Unity and rights and freedom - an ‘Ode to Joy’?

Article published on Dec. 1, 2003
community published
Article published on Dec. 1, 2003

This article has not been vetted by an editor at Paris HQ

14 years after the fall of the Berlin Wall and Germany is still far from united. With enlargement to the East looming, does the EU face the same fate?

Question: What do you get if you cross an ‘Ossi’ (East German) with a ‘Wessi’ (West German)? Answer: An arrogant scrounger. A harmless joke, or proof that stereotypes about ‘Wessis’ and ‘Ossis’ are still going strong?

It’s 14 years since the wall came down, and yet the wall which exists in people’s minds is still standing. If the results of a Forsa-Institute survey published in August 2003 for the news channel N24 are to be believed, 62% of people perceive a marked difference between citizens of the former FRG and their neighbours in the GDR. This distinction is more common in the East then the West (with, respectively, 73% and 69% of those surveyed making such a distinction). But shouldn’t birds of a feather stick together? Why do both East and West Germans hark back to ‘the good old days’? What are the reasons for donning ‘red-tinted spectacles’? And can parallels be drawn between German unification, with its internal conflicts, and the imminent European expansion to the east?

No solution to the problem, rather - ‘problems with the solution‘

Public debate did not, perhaps, make enough of the fact that reunification would cause problems across the board. Overnight, East Germans found themselves confronted with issues such as unemployment and racism. In theory, they were free to travel and to consume, but in reality, that made little difference. Did the fall of the wall promise more than the problems and frustration it actually delivered? For West Germans too, the whole thing just seemed to involve one expense and worry after the other.

To the outside world, Germany appeared to take the moral high ground and adopt an air of superiority. Did the imposition of the western model imply that the East Germans had been living a lie for over forty years? After all, the feeling of being a second-rate citizen still exists amongst East Germans. That’s frustrating. Since the delay in harmonizing wages in the public sector has yet to be explained, in East Germany it’s left to the man on the street to draw his own conclusions. Factors like these run the risk of triggering a popular yearning for the past - the donning of red-tinted spectacles. To shun reality in this way is not without its dangers, because of its tendency to play down the inhumane side of the GDR system; it prevents the possibility of the two sides ever being truly reconciled.

Parallels between German reunification and the accession of the Eastern European states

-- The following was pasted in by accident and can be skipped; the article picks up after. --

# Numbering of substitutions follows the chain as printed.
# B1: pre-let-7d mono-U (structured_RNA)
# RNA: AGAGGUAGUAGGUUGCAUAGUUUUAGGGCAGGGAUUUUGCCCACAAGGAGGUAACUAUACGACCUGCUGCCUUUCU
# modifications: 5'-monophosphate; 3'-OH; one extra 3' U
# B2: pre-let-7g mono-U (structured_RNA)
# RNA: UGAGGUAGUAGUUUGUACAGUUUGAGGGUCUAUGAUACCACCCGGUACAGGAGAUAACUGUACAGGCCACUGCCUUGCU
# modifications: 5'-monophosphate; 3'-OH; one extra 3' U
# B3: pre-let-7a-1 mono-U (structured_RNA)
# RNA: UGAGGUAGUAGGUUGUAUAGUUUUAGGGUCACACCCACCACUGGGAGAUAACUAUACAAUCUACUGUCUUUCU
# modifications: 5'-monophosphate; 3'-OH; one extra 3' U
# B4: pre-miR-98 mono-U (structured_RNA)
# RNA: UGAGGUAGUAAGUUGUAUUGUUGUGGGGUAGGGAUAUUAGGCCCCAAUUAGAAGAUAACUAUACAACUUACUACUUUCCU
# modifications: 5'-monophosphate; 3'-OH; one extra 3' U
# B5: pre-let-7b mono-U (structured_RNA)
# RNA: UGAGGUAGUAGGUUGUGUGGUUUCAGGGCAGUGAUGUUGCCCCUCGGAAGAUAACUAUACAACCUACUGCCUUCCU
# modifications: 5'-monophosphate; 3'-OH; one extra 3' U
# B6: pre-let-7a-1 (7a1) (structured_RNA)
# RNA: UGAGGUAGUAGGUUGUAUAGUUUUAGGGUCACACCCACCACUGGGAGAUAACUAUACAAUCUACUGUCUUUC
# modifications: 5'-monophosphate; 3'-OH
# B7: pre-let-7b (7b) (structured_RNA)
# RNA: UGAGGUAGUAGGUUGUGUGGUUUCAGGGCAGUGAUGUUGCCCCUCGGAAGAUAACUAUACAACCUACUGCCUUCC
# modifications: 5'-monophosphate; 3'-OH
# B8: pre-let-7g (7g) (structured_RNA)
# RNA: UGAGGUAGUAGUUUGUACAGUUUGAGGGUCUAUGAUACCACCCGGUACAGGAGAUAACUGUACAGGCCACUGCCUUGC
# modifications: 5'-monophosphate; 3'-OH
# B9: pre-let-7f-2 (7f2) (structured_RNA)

Germany’s reunification experience could offer a valuable lesson to help deal with enlargement to the East - and some of its inevitable problems - in a more enlightened way than is currently the case. But, unfortunately, people don’t seem to learn from their mistakes. That’s why it’s particularly problematic that Germany and Austria have demanded that the principle of the free movement of peoples, one of the four freedoms of the EU internal market, should not apply to member states for a period of seven years. The fear that Germany and Austria will see their labour markets swamped with Eastern European workers, leaving them with higher levels of unemployment, surely goes some way to explaining their demand. But to what extent can a two-tier system such as this provide the basis for a joint project? Doesn’t it just prove that the law of the jungle still prevails? it’s also worth pointing out that the seven year transition period proved entirely redundant in the case of Spain, Portugal and Greece during the accession of the Mediterranean states in the 1980s; the dreaded mass migration of people from south to north failed to materialize. Why, then, do we consistently fail to learn from the past?

A ‘GDR-Effect’ in Europe

If the current member states remain aloof, and fail to make a commitment to communal projects, such as a communal social policy, which fully recognised candidate countries, then, in just a few years, we could see a repetition of the ‘GDR-Effect’ in Europe. The fact that surveys are showing that in many countries support for EU membership is diminishing should be taken as a warning and as a spur to action. According to media coverage of the negotiations, it’s not just people in the candidate countries who see the EU as a two-tier society. We shouldn’t forget that for many countries it’s just 10 years since they were liberated from oppression by a higher authority: memories are still vivid, and there are scars which have yet to heal. The way that EU-membership is currently being packaged, it’s quite possible that the fear of oppression could resurface, albeit this time from the West.

In order for a country to become a member of the EU, several criteria must be met. Among these are democracy and the respect for the equal rights of citizens. If the EU wants members to adhere to these demands and expectations, then the EU must follow suit or risk losing credibility.

Like the EU, Germany in 1990 expanded its borders to the East. But on that occasion, policy and a majority of the West German population failed to recognize the East as an equal partner. People’s first instinct was to reach for their calculators and work out the cost of reunification, and who stood to gain. It’s for German and European policy to ensure that these mistakes are not repeated during enlargement to the East. European reunification depends upon it.